Watching children’s interaction with their parents and other young patients in a waiting room would make for a revealing research study or at least a term paper for anyone in the medical field that treats pediatric patients. Some kids are quiet and solemn staring intensely at their iPad or cell phone (yes a cell phone..that’s another study for another day!) While others are in constant motion, picking up and putting down toys, magazines or trying to talk with anyone that will listen. The parents becoming more uncomfortable by the minute try to get their attention by talking in a public kind of whisper voice saying things like “Don’t play with that” ” Come back here and sit down” “Stop bothering that man ” Why don’t you read your book?”
What’s really going on is often the child’s anxiety and fear of the unknown mixed with preconceived feelings of what is about to happen when called into the examination room. Or worse yet, knowing something is about to happen that will not be pleasant! From a needle poke to an explanation of the results of the test that they are there to discuss.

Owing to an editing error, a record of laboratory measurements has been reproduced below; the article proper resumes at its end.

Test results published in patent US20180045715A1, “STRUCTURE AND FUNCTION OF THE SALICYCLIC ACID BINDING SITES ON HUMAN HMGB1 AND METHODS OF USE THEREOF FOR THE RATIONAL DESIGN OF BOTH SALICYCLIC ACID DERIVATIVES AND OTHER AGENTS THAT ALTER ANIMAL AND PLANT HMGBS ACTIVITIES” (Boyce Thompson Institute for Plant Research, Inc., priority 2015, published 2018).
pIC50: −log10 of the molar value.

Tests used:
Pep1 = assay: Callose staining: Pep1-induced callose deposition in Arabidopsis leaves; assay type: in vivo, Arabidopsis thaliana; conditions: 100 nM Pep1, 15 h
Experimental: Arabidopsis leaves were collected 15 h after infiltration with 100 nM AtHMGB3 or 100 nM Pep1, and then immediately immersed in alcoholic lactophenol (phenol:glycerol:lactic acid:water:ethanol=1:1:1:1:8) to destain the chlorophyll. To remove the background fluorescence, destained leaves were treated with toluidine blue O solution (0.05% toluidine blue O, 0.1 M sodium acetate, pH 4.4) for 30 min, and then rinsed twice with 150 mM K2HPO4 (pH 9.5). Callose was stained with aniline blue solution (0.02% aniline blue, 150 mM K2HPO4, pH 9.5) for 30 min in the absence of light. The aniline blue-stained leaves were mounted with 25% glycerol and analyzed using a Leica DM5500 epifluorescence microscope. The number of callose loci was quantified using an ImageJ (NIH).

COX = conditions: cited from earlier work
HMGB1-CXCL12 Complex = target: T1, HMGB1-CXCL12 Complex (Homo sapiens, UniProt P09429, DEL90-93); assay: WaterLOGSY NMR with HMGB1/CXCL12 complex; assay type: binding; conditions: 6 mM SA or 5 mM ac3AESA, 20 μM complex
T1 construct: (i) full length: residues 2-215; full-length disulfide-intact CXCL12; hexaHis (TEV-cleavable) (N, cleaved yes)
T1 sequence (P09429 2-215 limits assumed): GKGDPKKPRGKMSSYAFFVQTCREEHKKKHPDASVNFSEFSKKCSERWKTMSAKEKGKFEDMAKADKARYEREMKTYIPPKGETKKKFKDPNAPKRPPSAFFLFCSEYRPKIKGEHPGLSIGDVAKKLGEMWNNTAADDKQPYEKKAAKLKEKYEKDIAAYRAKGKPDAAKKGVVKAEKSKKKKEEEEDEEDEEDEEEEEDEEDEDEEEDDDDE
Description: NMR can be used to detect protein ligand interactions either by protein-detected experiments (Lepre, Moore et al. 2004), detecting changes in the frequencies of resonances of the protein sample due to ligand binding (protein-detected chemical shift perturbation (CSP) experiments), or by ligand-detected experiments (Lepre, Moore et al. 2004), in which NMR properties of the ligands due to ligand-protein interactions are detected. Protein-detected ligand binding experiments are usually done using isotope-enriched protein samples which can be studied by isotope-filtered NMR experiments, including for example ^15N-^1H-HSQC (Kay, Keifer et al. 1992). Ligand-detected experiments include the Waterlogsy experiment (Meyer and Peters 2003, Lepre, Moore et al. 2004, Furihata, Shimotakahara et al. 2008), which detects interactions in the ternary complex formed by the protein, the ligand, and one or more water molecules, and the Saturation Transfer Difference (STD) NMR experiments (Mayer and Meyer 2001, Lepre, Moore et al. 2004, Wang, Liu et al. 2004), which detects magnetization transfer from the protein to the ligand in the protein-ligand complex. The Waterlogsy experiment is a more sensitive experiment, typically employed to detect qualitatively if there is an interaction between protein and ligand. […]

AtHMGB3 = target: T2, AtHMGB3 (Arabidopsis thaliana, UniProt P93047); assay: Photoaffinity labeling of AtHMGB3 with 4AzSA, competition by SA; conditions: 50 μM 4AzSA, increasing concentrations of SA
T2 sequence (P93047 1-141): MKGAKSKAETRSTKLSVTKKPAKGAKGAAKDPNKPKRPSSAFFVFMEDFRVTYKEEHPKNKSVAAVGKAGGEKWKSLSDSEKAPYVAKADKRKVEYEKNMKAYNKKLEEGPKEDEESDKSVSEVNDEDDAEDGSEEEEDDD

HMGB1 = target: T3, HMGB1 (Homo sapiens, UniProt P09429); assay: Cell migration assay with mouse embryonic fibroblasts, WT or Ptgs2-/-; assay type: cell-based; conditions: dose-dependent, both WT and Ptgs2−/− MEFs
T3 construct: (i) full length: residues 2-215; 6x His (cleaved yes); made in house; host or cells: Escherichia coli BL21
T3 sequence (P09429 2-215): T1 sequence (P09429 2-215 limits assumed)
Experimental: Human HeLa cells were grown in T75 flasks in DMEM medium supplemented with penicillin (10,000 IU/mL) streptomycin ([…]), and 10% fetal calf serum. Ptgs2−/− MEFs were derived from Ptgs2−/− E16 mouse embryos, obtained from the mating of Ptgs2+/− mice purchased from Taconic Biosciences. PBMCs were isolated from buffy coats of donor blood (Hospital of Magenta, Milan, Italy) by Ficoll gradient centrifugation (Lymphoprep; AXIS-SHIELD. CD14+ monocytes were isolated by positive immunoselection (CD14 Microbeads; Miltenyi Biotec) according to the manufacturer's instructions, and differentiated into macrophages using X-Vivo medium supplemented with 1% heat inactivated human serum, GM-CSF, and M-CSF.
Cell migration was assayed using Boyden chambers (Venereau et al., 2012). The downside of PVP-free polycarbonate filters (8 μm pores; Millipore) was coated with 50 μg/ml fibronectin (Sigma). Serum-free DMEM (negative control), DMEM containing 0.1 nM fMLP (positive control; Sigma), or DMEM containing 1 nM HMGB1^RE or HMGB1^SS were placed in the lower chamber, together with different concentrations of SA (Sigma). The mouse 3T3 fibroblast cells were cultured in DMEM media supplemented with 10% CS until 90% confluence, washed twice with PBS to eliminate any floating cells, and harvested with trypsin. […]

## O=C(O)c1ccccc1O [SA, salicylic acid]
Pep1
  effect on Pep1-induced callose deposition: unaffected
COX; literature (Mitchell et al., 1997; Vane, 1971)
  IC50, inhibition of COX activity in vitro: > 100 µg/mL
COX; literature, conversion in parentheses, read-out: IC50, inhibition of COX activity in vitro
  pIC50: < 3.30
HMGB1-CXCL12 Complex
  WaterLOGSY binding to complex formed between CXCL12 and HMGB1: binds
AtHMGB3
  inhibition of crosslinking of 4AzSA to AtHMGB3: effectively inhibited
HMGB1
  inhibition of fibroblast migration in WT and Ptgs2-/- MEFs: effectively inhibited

Talking with a child about going to a medical clinic or hospital is often a difficult thing for a concerned parent to discuss. They are already anxious about the upcoming treatment or even more about the outcome of their child’s test results. The parent’s anxiety is quickly picked up by the child adding to their own made-up concerns about being hurt, guilt for doing something wrong, or simply the unknown.
This scenario is commonplace not only in the waiting room but the day or days prior to the actual appointment.
I have spent a better part of two years searching through case studies and articles written about this unfortunate communication gap that is prevalent in the majority of families. It is my ultimate goal to change this paradigm by continuing to produce CAP’s original animated series of easy to understand, non-threatening programs that engage the young viewers (and parents) by using friendly animated characters that they will listen to and learn from. They then are able to share key concepts learned, bridging the communication gap, reducing fear and anxiety of the upcoming appointment and enabling parents & patients to talk about that (not so big anymore) Elephant in the waiting room.
Next post: An important step has been taken!!